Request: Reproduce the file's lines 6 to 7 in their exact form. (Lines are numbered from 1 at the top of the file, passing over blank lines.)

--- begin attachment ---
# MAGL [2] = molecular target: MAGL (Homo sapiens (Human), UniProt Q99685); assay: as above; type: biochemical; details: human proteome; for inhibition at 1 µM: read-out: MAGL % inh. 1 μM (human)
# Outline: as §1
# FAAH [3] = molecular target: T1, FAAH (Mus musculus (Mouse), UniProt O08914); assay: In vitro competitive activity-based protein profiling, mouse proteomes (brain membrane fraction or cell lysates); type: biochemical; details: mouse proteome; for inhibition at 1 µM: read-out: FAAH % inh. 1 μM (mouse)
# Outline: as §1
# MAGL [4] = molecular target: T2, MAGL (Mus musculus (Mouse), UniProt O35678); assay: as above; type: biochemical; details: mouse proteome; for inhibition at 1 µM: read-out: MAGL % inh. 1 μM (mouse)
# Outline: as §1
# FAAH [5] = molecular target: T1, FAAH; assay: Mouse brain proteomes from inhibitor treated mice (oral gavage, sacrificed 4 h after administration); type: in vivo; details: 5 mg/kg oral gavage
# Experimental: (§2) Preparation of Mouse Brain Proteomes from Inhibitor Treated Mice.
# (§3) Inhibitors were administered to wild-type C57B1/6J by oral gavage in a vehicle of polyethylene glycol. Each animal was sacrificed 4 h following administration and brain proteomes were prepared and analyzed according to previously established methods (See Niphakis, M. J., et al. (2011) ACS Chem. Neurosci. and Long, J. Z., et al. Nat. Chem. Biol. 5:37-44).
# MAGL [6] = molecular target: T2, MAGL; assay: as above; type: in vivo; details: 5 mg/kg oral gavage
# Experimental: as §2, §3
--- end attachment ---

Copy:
# Outline: as §1
# FAAH [5] = molecular target: T1, FAAH; assay: Mouse brain proteomes from inhibitor treated mice (oral gavage, sacrificed 4 h after administration); type: in vivo; details: 5 mg/kg oral gavage